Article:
It’s
been a slow start for movies in 2016, so I decided to revisit some
stuff I missed last year. Love and Mercy is a sort-of biopic of Beach
Boys songwriting genius Brian Wilson. Where it diverts from the norm is
in its narrative structure, choosing instead to follow Wilson at two
very different points in his life: mid 20’s during the recording of the
now classic ‘Pet Sounds’ and later years during his time under the over-medicating and manipulative ‘care’
of Dr. Eugene Landy. It’s a unique way to tell a story for a biopic but
it keeps it refreshing and interesting, mostly avoiding all the tropes
you’ve come to expect from movies like these. Love and Mercy is an
inspiring and heartbreaking look into the life of a music icon, and how
some of the most genius works of art wouldn’t exist without a life
filled with pain.

There’s
so much to love about this movie, especially as a musician. I have
always respected Brian Wilson and the songs he wrote for/with The Beach
Boys, but Love and Mercy delves into his process, and the creative
process in general, more than I’ve ever seen portrayed on film. All the
scenes at the studio during the Pet Sounds sessions are magical (due in
large part to Paul Dano killing it). Brian Wilson was the rare breed of
artist/musician that simply heard the music in his head, and brought it
to life; much to the chagrin of some of those around him. While the
other Beach Boys expected Pet Sounds to be another fun, breezy Beach
Boys album, Wilson (who stayed home from tour to write it) had much
bigger plans for it. To this day, the unconventional recording
techniques, odd instruments used throughout, and vocal layering Wilson
put into Pet Sounds paved the way for the psychedelic sound of the 60’s
and 70’s.

I
mentioned Paul Dano earlier, and he is astonishing in Love and Mercy.
Able to jump between being a fun-loving 20-something, a tortured artist,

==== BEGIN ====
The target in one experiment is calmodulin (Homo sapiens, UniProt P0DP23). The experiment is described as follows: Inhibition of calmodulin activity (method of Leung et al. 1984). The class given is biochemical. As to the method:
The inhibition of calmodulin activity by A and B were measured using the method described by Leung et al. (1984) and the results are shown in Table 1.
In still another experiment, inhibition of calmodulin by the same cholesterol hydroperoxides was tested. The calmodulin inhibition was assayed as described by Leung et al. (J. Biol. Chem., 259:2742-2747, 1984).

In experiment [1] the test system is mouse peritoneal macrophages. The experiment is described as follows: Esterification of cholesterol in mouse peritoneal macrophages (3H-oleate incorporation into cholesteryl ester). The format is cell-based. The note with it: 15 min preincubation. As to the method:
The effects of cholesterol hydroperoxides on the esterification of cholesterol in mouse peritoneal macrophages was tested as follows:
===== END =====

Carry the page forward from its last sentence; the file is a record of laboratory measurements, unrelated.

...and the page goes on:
and a victim of crippling anxiety, often within minutes of each other,
this may be his best role yet. John Cusack plays the older Brian Wilson,
and while there are shades of Cusack’s usual schtick visible, he really
nails the paranoia and pain that Wilson went through in his later
years. It was weird jumping back and forth between them the first few
times, but you get used to it. I do have to say though, that young
Brian’s (Dano’s) scenes stand out as the best, simply due to the
electric recording sessions and looming mental disorder slowly coming to
the surface. However by the end, the two Wilson’s almost meet in the
middle and transition into one another, so it all makes sense to the
story director Bill Pohlad is telling. I really don’t know if this movie
would click with people who don’t either love music and/or The Beach
Boys, but I’m glad I saw it. Brian Wilson is one of the most important
and crucial songwriters in history, and they do his story justice here.

That’s
gonna wrap up this entry, I hope you check the movie out if you’re
intrigued, or at least jam some Beach Boys the next chance you get. I’m
going to keep these a bit shorter than the usual lengths going forward
because I’m lazy and I MAKE THE RULES ‘ROUND HERE. I plan on seeing
Hail, Caesar and Deadpool sometime very soon, and might write about
those here too, so check back. Thanks for reading!

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